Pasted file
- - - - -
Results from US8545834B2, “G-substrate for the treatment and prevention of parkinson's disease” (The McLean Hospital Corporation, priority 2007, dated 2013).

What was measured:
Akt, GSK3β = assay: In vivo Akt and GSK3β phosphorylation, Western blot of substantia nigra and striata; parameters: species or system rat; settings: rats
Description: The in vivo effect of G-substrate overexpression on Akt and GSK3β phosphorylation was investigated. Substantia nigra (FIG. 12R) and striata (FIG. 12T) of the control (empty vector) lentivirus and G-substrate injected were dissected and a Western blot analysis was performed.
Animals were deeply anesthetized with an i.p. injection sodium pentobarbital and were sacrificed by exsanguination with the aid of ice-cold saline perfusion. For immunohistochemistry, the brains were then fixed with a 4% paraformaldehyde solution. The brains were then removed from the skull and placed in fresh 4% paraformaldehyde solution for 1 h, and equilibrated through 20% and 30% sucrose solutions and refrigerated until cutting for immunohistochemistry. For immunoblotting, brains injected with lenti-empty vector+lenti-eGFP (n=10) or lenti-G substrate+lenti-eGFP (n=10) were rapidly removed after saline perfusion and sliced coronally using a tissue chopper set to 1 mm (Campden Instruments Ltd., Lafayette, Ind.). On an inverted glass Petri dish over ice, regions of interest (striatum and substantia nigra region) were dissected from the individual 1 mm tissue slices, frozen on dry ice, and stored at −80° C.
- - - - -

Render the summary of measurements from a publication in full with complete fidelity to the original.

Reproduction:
Results from US8545834B2, “G-substrate for the treatment and prevention of parkinson's disease” (The McLean Hospital Corporation, priority 2007, dated 2013).

What was measured:
Akt, GSK3β = assay: In vivo Akt and GSK3β phosphorylation, Western blot of substantia nigra and striata; parameters: species or system rat; settings: rats
Description: The in vivo effect of G-substrate overexpression on Akt and GSK3β phosphorylation was investigated. Substantia nigra (FIG. 12R) and striata (FIG. 12T) of the control (empty vector) lentivirus and G-substrate injected were dissected and a Western blot analysis was performed.
Animals were deeply anesthetized with an i.p. injection sodium pentobarbital and were sacrificed by exsanguination with the aid of ice-cold saline perfusion. For immunohistochemistry, the brains were then fixed with a 4% paraformaldehyde solution. The brains were then removed from the skull and placed in fresh 4% paraformaldehyde solution for 1 h, and equilibrated through 20% and 30% sucrose solutions and refrigerated until cutting for immunohistochemistry. For immunoblotting, brains injected with lenti-empty vector+lenti-eGFP (n=10) or lenti-G substrate+lenti-eGFP (n=10) were rapidly removed after saline perfusion and sliced coronally using a tissue chopper set to 1 mm (Campden Instruments Ltd., Lafayette, Ind.). On an inverted glass Petri dish over ice, regions of interest (striatum and substantia nigra region) were dissected from the individual 1 mm tissue slices, frozen on dry ice, and stored at −80° C.